The 2021 – 2023 cohort of Civic Science Fellows. EDGI’s fellows are hosted by the Rita Allen Foundation and funded in partnership with the David and Lucile Packard Foundation.
By Mark Chambers
During the past few months, EDGI’s Civic Science Fellows, Kelsey Breseman and Mark Chambers, have engaged in shared learning and collaboration with twenty other Rita Allen Fellows. We both agree that the Rita Allen Foundation has put together excellent weekly programs to help fellows get to know each others’ work, much of which is highly aligned with our own. This networking design contributes to real support for each of us as we work on our respective projects for EDGI, both of which are dedicated to supporting environmental justice communities’ use and communication of environmental data for advocacy.
Rita Allen’s weekly program includes regular guest speakers that have helped both of us advance our respective projects. For example, we had the privilege of hearing from Joyce Yen, Director of the University of Washington’s ADVANCE Center for Institutional Change, who is improving STEM by advancing people from historically underrepresented and marginalized groups. As a resource partner for the Civic Science Fellows program, Yen encourages the fellows in monthly peer coaching circles to practice active listening before jumping to offer advice and solutions. During these sessions fellows gather in small groups and each person presents a problem they are facing and identifies a next step forward. Meanwhile, the others in the circle practice not giving advice, but asking questions to help make the situation clearer. Joyce offers, “If we don’t spend enough time identifying or excavating the problem, we find a solution to the wrong problem.”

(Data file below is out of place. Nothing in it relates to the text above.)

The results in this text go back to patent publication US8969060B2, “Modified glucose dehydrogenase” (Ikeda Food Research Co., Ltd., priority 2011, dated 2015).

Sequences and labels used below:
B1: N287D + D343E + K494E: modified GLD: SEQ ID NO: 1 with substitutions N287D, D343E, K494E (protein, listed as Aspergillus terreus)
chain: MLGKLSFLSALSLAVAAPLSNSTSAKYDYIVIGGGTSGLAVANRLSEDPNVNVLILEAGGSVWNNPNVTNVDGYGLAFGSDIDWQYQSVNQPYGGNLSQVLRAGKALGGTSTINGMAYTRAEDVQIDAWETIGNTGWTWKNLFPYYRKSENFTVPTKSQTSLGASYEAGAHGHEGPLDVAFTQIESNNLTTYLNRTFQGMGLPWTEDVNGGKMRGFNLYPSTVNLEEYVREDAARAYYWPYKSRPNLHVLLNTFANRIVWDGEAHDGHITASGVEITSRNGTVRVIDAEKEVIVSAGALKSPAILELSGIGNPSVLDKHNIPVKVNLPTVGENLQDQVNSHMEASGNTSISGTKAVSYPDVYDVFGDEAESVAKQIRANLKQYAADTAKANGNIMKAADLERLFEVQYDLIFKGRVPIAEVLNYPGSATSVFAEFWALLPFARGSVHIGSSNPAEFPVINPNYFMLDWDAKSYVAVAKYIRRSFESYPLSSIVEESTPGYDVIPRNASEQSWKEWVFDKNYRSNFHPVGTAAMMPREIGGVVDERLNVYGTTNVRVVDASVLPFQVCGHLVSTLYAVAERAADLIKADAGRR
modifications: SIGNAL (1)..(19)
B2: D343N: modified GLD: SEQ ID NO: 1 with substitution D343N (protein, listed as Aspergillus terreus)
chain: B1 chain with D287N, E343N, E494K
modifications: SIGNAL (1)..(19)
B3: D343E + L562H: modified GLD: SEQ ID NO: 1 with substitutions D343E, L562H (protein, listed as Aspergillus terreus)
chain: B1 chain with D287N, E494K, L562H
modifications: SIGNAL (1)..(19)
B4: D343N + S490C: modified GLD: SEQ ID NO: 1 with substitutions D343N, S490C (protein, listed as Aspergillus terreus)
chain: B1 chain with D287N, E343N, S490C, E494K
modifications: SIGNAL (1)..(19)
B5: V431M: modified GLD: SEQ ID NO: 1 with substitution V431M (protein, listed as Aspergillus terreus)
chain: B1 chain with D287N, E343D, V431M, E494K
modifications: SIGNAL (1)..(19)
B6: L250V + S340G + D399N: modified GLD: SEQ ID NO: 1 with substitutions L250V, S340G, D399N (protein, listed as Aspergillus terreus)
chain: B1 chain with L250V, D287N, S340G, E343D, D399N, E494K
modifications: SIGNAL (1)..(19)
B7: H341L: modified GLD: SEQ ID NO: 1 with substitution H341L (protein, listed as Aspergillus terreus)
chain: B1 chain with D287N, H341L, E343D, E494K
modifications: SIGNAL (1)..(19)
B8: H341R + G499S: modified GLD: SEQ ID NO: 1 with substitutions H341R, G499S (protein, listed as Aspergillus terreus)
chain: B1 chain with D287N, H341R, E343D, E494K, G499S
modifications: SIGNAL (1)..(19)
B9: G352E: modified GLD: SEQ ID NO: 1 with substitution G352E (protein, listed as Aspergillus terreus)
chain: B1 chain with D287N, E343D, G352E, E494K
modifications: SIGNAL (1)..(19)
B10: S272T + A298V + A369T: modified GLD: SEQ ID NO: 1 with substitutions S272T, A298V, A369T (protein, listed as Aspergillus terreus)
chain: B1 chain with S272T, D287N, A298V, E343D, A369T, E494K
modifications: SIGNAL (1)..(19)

Since one of the goals of the Civic Science Fellows program is to discuss what it looks like to put communities at the heart of civic science, during a recent Tuesday workshop the fellows were introduced to Thriving Earth Exchange (TEE), facilitated by a 2020 Civic Science Fellow, Blake McGhghy, who designed a community engagement model on climate change policy in rural communities. Our TEE workshop explored how communities and scientists do science together to advance community priorities by considering ways that researchers can support bottom-up, community driven projects rather than initiating research based on their own interests and questions. To help fellows develop respectful partnerships, we were introduced to a networking and educational toolkit that matches communities with researchers and other experts with specialized skills appropriate to a community’s needs. With these new tools, Kelsey and Mark continue to work on our respective EDGI projects developing powerful data channels and narratives through which to resource EDGI’s partners in the environmental justice community.